Stat: Who wins and who loses if Amazon enters the prescription drug business

Will pharma be the next business Amazon disrupts?In industry after industry, the company has turned practices and expectations inside out — and the pharmaceutical world is the latest poised for change as speculation mounts that Amazon will soon start selling prescription medicines. Anticipation has been building for months, in fact, but it heightened last week on the news that Amazon (AMZN) obtained wholesale pharmacy licenses in at least a dozen states. (Silverman, 10/30)

Bloomberg: Amazon’s ambitious October spooks stocks standing in its path
The looming threat of Amazon.com Inc. siphoned billions in market cap from Under Armour Inc. to FedEx Corp. to Walgreens Boots Alliance Inc. — more than $30 billion combined — in October. Companies are gearing up to face Bezos’s behemoth heading into the holiday season, with some appearing ready to get creative as the state of their industries is shaken. (Smith, 10/31)

The New York Times: The more lavish the gifts to doctors, the costlier the drugs they prescribe
When drug companies give gifts to doctors, the doctors prescribe more — and more expensive — drugs. The more lavish the gifts, the greater the effect. Researchers used data from the Center for Medicaid and Medicare Services on the prescriptions written by doctors in Washington, and information from the D.C. Department of Health on gifts from pharmaceutical and medical device companies given to providers in 2013. (Bakalar, 10/25)

Stat: Pharma gift-giving sways nurse practitioners and physician assistants, too
Doctors, nurse practitioners, and physicians who were given meals, fees, grants, and other goodies by drug makers were much more likely to prescribe a larger number of medicines for each patient than health care providers who did not receive such payments, according to a new study. And often, the prescriptions were written for more-expensive, brand-name drugs. The study examined $3.9 million in gifts and payments made to more than 1,100 Medicare Part D prescribers in Washington, D.C., in 2013, and found those health care providers prescribed 2.3 more claims per patient than providers who did not receive anything from drug companies. (Silverman, 10/25)

Stat: Trump fumes at Pharma for many reasons. This drug exec embodies them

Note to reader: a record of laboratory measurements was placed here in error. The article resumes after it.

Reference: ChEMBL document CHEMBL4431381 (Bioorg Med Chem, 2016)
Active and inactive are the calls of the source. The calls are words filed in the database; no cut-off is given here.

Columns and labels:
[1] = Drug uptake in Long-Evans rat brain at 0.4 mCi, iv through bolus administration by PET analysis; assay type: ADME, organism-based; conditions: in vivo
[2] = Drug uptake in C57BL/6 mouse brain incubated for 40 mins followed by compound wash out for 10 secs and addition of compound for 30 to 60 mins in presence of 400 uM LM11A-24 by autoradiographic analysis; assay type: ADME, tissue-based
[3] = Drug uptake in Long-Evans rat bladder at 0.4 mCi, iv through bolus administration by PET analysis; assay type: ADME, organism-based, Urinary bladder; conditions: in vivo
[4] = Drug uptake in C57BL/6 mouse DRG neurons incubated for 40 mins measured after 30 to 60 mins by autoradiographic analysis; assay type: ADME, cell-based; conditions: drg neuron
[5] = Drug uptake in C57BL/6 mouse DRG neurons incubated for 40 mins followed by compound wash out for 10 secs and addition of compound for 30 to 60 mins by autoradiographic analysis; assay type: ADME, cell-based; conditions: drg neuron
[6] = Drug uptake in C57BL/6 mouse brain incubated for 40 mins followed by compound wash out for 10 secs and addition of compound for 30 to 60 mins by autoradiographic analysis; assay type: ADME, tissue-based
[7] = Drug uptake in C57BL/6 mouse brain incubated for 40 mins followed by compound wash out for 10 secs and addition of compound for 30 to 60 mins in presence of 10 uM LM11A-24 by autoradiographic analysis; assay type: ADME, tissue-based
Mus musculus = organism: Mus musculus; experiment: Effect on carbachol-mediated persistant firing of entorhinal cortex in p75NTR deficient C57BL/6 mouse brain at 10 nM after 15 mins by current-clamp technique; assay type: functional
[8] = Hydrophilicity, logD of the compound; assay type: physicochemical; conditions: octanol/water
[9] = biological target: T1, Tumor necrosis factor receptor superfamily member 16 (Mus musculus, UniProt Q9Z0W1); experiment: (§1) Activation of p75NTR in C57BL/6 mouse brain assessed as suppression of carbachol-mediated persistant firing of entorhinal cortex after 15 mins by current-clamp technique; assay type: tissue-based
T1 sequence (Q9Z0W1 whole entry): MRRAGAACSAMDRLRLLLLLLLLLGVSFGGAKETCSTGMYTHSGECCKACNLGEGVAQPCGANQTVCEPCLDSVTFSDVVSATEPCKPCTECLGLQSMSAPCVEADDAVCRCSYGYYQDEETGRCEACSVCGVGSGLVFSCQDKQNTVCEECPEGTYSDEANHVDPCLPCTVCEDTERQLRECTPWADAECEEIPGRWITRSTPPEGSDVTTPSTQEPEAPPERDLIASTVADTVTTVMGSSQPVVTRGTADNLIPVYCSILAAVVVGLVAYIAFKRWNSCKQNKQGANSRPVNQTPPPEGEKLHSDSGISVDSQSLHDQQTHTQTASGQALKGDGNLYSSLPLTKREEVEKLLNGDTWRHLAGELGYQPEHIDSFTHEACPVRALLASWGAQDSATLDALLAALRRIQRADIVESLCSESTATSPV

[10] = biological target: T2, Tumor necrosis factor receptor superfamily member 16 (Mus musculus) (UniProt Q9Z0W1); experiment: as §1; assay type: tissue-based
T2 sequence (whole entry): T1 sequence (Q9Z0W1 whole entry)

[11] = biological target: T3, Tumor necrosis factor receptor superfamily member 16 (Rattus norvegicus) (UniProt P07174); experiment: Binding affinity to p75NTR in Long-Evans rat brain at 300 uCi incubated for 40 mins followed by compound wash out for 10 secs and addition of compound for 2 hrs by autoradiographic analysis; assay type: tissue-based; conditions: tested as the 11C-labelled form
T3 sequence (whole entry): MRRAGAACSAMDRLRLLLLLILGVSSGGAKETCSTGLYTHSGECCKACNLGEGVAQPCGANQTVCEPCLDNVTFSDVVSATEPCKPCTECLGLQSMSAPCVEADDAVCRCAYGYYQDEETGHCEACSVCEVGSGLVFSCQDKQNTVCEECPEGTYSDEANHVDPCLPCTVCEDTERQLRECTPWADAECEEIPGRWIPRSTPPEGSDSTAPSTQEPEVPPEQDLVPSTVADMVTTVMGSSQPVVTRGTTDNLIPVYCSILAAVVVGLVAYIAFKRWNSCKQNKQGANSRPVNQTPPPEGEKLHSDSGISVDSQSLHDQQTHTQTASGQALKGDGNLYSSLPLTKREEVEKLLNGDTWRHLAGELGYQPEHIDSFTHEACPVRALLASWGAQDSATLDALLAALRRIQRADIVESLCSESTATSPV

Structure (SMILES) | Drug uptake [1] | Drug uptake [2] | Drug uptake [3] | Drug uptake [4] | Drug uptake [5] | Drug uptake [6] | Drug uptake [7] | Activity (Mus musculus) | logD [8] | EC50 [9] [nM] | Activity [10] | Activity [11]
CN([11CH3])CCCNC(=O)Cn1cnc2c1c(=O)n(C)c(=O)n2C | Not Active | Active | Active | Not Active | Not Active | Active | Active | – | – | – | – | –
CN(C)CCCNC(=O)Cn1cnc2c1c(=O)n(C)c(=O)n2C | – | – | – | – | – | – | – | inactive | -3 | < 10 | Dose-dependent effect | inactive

President Trump says drug makers are “getting away with murder” — and these days, there are few companies that better embody his frustrations than Celgene. The drug maker keeps lots of cash overseas. It does some of its manufacturing abroad. Three times this year, it’s hiked the price of its best-selling cancer drug. And the man presiding over the company, Bob Hugin, donates lots of money to “political people,” which Trump has blasted as a bald attempt to curry favor with the establishment. (Though, inconveniently, Hugin has also donated to Trump himself.) (Robbins, 10/30)

Reuters: U.S. drug pricing watchdog gets funding to expand efforts
A U.S. independent nonprofit organization that evaluates the clinical and cost effectiveness of new medicines said on Tuesday it has received significant new funding that will enable it to greatly expand its work. The Boston-based Institute for Clinical and Economic Review (ICER) announced a three-year, $13.9 million grant from the Laura and John Arnold Foundation, which follows its initial two-year $5.2 million award from the foundation in 2015. (Berkrot, 10/31)

Stat: Lawmakers urge Trump administration to enact price-gouging penalty
More than a dozen U.S. senators have asked the Trump administration to proceed “as soon as possible” with a rule that would punish drug makers for overcharging hospitals, clinics, and other providers for medicines purchased under the federal government’s 340B drug discount program. The request comes after the Trump administration recently delayed implementation until July 2018, a move that followed previous delays and prompted fresh criticism that the White House was kowtowing to the pharmaceutical industry. (Silverman, 10/30)

Marketplace: Botox is a multi-billion dollar, potentially deadly monopoly
Botox is a $2.8 billion revenue stream for the pharmaceutical giant Allergan, and that number could grow closer to $4 billion by 2020. Botox is also the end user product of the neurotoxin Clostridium botulinum, a substance so lethal that the U.S. government puts safeguards on the Botox production process. (Ryssdal, Henderson and McHenry, 10/31)

Stateline: A bold step to control prescription drug prices
In a move that could lead to lower drug prices for Medicaid programs across the country, Massachusetts is asking the Trump administration for the authority to exclude some new medicines from the state’s health program for the poor. Amid a steep rise in prices for some medications that has strained state budgets in recent years, Massachusetts said that the change would give it leverage to extract lower prices from pharmaceutical manufacturers. And if the request is approved, health analysts say, many other states likely would follow suit. (Ollove, 10/26)